What we do?
We have weekly meetings on Tuesdays at 4:15 where often one of our members would present on a particular cosmology topic or would go through a derivation, lecture style. We also discuss progress on the various research projects that are going on in the group. We typically meet at the physics reading room or at MO 251. If you want to know a little bit about our universe you are welcome to join us for a session, send us an email at firstname.lastname@example.org or just drop by.
Here is a list of recent research papers and presentations by our group members.
As head of the group my job is to motivate and guide the students in one of the most amazing human endeavors: trying to figure out how the universe that we find ourselves in got to be the way it is? How did it all unfold? What will happen to it in a few billion years? It is a rather exciting field right now because new and more refined cosmological data is constantly coming through from the satellites, balloon based experiments as well as the traditional ground based telescopes. If you are interested in joining the adventure, you need to have taken the first two semesters of calculus and introductory physics courses. I will probably start you off with a reading course where you will learn the cosmology basics. You will get to meet the senior students in the group, and you can learn a lot from them, it's also a lot more fun that way.
For a list of projects that me and my students are currently engaged in, visit here. If you get engaged in research with me, you will obviously learn a lot about our universe, but perhaps more importantly you will get a taste of what research in theoretical physics entails, how to develop and verify your physical intuition, what are some of the general physical principles/ideas/techniques that working physicists use to solve a problem. You will also acquire mathematical and computer skills that lets you analyze a problem, and learn how to extract meaningful information from your exercizes. Previously, I have also had pre-engineering students who are interested in engaging in such exercises. So, if you want to join the band, drop by my office or talk to one of the other students in the group.
Loyola University senior William John-Pierre Duhe’ was invited to present his research on developing cyclic models of the early universe conducted at Loyola University with Prof. Tirthabir Biswas at the International Conference of Physics Students 2012 (ICPS) in Utrecht, the Netherlands, from August 4th to the 10th. The picture shows Duhe with William George Unruh who described the hypothetical Urnrah Effect in 1976. The research was conducted in conjunction with Professor Tirthabir Biswas of the Loyola Physics Department. The abstract details the content of the lecture:
Duhe with Bill Unruh of the "Unruh Effect"
Title: "Cyclic Inflation: Numerical Tests"
A unique way of realizing inflation has been proposed recently in the context of cyclic cosmology where the universe grows by a constant factor in each cycle. This leads to an overall exponential growth over many cycles. In a given cycle such a growth is possible if, for instance, “heavy particles” can decay into radiation (photons) leading to an increase in entropy. However, to sustain this mechanism over successive cycles, it is crucial to reproduce the heavy particles back through quantum scattering processes and re-establish thermal equilibrium between all the species. We numerically study whether this is possible.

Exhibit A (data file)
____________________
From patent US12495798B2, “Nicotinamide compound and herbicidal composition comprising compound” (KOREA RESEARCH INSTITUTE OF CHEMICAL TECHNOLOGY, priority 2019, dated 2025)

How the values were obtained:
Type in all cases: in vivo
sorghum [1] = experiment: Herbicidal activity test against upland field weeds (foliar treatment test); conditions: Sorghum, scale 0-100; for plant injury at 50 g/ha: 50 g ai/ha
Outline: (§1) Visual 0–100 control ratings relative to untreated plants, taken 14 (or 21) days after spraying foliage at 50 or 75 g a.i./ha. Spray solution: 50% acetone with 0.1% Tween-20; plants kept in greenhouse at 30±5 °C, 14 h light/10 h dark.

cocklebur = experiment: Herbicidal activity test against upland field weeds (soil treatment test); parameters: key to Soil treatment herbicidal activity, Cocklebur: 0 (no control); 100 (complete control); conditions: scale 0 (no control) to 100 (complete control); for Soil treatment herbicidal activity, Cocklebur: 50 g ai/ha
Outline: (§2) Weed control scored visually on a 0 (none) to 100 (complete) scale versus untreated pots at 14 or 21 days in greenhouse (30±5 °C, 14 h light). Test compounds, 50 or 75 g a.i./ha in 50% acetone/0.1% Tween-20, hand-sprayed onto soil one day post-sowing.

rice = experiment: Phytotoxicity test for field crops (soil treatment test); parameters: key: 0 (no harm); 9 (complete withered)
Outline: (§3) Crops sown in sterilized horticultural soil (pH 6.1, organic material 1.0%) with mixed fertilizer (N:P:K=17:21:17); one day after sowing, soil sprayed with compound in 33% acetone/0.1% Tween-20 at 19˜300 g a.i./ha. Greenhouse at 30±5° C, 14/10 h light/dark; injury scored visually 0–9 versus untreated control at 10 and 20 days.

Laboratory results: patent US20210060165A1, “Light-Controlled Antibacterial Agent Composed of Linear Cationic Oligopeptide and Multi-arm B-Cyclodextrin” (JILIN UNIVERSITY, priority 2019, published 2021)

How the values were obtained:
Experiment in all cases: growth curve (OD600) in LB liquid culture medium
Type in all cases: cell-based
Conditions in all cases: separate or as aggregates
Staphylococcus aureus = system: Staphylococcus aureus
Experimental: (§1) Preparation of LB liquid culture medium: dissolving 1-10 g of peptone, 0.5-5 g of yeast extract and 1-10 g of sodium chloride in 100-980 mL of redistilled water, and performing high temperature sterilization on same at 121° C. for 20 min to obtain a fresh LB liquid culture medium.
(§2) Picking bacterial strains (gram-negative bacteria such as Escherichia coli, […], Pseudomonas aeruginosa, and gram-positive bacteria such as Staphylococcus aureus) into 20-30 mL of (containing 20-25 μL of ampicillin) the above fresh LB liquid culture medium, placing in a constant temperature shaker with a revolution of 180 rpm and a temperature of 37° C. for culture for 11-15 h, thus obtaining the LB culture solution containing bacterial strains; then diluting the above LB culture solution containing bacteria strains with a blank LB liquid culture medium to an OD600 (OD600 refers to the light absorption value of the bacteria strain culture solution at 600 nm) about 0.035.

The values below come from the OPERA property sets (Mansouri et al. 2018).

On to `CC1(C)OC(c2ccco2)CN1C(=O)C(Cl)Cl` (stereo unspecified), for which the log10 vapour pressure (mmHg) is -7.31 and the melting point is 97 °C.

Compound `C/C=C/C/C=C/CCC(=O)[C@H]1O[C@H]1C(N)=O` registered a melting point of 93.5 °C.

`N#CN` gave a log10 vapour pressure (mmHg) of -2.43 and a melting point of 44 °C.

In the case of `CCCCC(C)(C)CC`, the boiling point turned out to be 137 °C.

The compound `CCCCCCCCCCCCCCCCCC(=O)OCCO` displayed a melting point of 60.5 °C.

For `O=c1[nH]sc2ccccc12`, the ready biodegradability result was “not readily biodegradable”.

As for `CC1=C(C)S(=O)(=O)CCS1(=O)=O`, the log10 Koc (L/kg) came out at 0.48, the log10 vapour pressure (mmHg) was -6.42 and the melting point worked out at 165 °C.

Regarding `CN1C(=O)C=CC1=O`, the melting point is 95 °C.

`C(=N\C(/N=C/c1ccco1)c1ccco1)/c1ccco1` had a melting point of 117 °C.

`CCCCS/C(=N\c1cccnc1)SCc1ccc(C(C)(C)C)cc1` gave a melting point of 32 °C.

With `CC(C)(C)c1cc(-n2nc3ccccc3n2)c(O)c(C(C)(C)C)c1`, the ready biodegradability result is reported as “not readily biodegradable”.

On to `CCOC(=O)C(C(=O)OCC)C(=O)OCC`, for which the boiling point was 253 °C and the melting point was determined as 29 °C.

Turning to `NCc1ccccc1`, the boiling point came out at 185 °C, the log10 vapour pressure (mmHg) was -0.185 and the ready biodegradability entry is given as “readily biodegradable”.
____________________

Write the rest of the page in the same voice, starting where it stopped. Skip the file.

"My name is Riley Mayes, and I am current undergraduate student at Loyola University New Orleans. Furthermore, I am a research student with Dr. Biswas, and I am planning to pursue a graduate degree in physics. My interests in Physics include astrophysics, cosmology, high-energy particle physics, and nuclear physics.
My current research at Loyola University deals with analyzing the CMB (Cosmic Microwave Background Radiation), and looking at cyclic inflation using a program called COSMOMC. As I progress through later stages of my research, I hope to learn more about Cosmology, and solve some outstanding problems have cosmologists stumped."
"My name is Richard Bustos. I'm a transfer student from Scranton, PA. I am currently an undergraduate physics major at Loyola University, working with Dr. Biswas on an independent studies course in cosmology. Physics changed my way of thinking about the natural world, I find everything in physics very fascinating from the basic particles to the cosmos of the universe. In this group study with Dr. Biswas and my fellow classmates I plan to get a better understanding of the cyclic universe model, CMB, gravity, and much more. I plan to pursue my own research for one of the topics mentioned in the next year. I look forward to learning as much as I can from this program."
"I am Kingsley Hansen. I graduated from Jesuit High School in New Orleans in 2008. I attended Loyola University New Orleans for a Bachelor Degree in Physics and graduated in 2012. After graduating, I began working under Dr. Tirthabir Biswas for Research in Cosmological Physics. I use a program called Mathematica to create models and graphs which represent our current universe’s behavior, and also theoretical works that would describe future behavior. Cosmology provides a scientific approach to understanding our universe and life itself. After our research is complete, I will be attending the University of New Orleans for a Master’s Degree in Civil Engineering."
Resources and Forums
- Publish your research in Astrophysics